The First Nation filed an application for advance costs of $5 million, and a case management judge awarded part of that, and ordered Alberta and Canada to each pay $300,000 per year towards Beaver Lake’s legal fees, until such time as the trial is concluded or the litigation is resolved. The Alberta court of appeal set aside this order, however, finding that Beaver Lake had access to several million dollars to continue funding its litigation, including having received $2.97 million in December 2019 from a resolved specific claim, and that the original order for advance costs was therefore unreasonable.
On Nov. 8, the court will hear the appeal in Law Society of Saskatchewan v. Peter V. Abrametz. A Saskatchewan lawyer was found guilty of four counts of conduct unbecoming a lawyer and disbarred; the proceedings had begun began with an audit investigation initiated in 2012, and resulted in the January 10, 2018. Abrametz appealed his conviction and the penalty decision to Saskatchewan’s Court of Appeal on the basis of the delay in administrative proceedings, and which he charged constituted an abuse of process. The Court of Appeal allowed the appeal in part; it stayed the Law Society proceedings; set aside the imposed penalty and costs awards but findings of professional misconduct were maintained.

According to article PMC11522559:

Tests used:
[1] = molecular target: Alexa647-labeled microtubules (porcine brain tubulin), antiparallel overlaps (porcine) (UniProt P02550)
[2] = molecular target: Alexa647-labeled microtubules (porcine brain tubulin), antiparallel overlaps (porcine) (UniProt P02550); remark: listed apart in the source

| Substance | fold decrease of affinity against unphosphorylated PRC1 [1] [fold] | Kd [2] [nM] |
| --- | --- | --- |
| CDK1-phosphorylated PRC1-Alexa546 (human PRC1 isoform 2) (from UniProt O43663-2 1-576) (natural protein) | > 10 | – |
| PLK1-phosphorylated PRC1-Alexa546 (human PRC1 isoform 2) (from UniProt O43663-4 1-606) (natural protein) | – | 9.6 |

On Nov. 12 the court will hear an appeal in the infamous “maple syrup heist” in 2016 that saw Richard Vallières convicted of fraud, trafficking and theft of maple syrup from the Fédération des producteurs acéricoles du Québec, and for which Vallières received about $10 million. R. v. Vallières concerns calculation of the fine in lieu of forfeiture of the proceeds of crime; a superior court judge found that the fine should be equal to the value of the property the accused had in his possession or under his control: $10 million, minus US$606,501 claimed under the restraint order. In the Quebec court of appeal’s view, though, this sum was exorbitant. It found that the proper approach was the one taken by the Ontario Court of Appeal in Dieckmann (2017 ONCA 575), and calculated the fine owing at just $171,397.57.
The court is set to hear a trilogy of family law cases on Dec. 1 and 2 concerning child custody. Barendregt v. Bradley and Kreke v. Alansari concern a mother’s right to relocate with the couple’s children, while B.J.T. v. J.D. engages the question of how the “natural parent” factor (here pitting a father vs. a maternal grandmother) should be considered in determining the best interests of the child.
The Supreme Court hearings will take place via videoconference, with only the judges in the courtroom and seated on two benches, with five judges on the upper bench and four on the lower, separated by plexiglass.
The Supreme Court building remains closed to visitors, including media, but as usual hearings will be livestreamed on the court’s website.